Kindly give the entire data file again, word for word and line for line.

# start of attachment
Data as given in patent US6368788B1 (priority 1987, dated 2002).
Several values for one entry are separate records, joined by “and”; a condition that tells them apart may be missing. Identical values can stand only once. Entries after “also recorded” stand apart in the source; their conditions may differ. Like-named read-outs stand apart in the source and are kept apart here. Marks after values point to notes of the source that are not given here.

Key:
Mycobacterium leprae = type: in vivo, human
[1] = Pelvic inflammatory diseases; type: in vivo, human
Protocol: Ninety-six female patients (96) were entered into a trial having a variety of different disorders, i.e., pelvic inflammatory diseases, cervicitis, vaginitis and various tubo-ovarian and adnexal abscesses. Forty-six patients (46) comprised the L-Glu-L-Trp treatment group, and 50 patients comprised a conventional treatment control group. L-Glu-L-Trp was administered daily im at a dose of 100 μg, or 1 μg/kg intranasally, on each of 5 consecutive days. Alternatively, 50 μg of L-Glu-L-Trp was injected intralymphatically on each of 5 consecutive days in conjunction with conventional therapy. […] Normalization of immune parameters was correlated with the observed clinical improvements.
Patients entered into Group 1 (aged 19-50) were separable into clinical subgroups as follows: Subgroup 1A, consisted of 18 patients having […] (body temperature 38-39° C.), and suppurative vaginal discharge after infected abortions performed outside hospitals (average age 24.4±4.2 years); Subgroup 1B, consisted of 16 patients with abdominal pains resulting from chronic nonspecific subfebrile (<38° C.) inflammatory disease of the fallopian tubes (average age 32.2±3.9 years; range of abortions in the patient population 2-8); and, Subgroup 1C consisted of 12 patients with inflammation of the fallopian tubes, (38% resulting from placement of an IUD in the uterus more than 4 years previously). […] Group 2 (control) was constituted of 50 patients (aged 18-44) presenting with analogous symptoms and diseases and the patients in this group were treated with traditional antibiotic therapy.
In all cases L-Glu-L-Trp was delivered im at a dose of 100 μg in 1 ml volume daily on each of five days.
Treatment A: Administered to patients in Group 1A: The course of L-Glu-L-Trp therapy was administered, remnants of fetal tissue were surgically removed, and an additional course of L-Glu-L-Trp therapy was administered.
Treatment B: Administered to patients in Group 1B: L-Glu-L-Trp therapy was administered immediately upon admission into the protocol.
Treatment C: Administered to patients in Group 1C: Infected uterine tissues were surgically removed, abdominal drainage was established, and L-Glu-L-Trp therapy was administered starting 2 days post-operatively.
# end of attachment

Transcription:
Data as given in patent US6368788B1 (priority 1987, dated 2002).
Several values for one entry are separate records, joined by “and”; a condition that tells them apart may be missing. Identical values can stand only once. Entries after “also recorded” stand apart in the source; their conditions may differ. Like-named read-outs stand apart in the source and are kept apart here. Marks after values point to notes of the source that are not given here.

Key:
Mycobacterium leprae = type: in vivo, human
[1] = Pelvic inflammatory diseases; type: in vivo, human
Protocol: Ninety-six female patients (96) were entered into a trial having a variety of different disorders, i.e., pelvic inflammatory diseases, cervicitis, vaginitis and various tubo-ovarian and adnexal abscesses. Forty-six patients (46) comprised the L-Glu-L-Trp treatment group, and 50 patients comprised a conventional treatment control group. L-Glu-L-Trp was administered daily im at a dose of 100 μg, or 1 μg/kg intranasally, on each of 5 consecutive days. Alternatively, 50 μg of L-Glu-L-Trp was injected intralymphatically on each of 5 consecutive days in conjunction with conventional therapy. […] Normalization of immune parameters was correlated with the observed clinical improvements.
Patients entered into Group 1 (aged 19-50) were separable into clinical subgroups as follows: Subgroup 1A, consisted of 18 patients having […] (body temperature 38-39° C.), and suppurative vaginal discharge after infected abortions performed outside hospitals (average age 24.4±4.2 years); Subgroup 1B, consisted of 16 patients with abdominal pains resulting from chronic nonspecific subfebrile (<38° C.) inflammatory disease of the fallopian tubes (average age 32.2±3.9 years; range of abortions in the patient population 2-8); and, Subgroup 1C consisted of 12 patients with inflammation of the fallopian tubes, (38% resulting from placement of an IUD in the uterus more than 4 years previously). […] Group 2 (control) was constituted of 50 patients (aged 18-44) presenting with analogous symptoms and diseases and the patients in this group were treated with traditional antibiotic therapy.
In all cases L-Glu-L-Trp was delivered im at a dose of 100 μg in 1 ml volume daily on each of five days.
Treatment A: Administered to patients in Group 1A: The course of L-Glu-L-Trp therapy was administered, remnants of fetal tissue were surgically removed, and an additional course of L-Glu-L-Trp therapy was administered.
Treatment B: Administered to patients in Group 1B: L-Glu-L-Trp therapy was administered immediately upon admission into the protocol.
Treatment C: Administered to patients in Group 1C: Infected uterine tissues were surgically removed, abdominal drainage was established, and L-Glu-L-Trp therapy was administered starting 2 days post-operatively.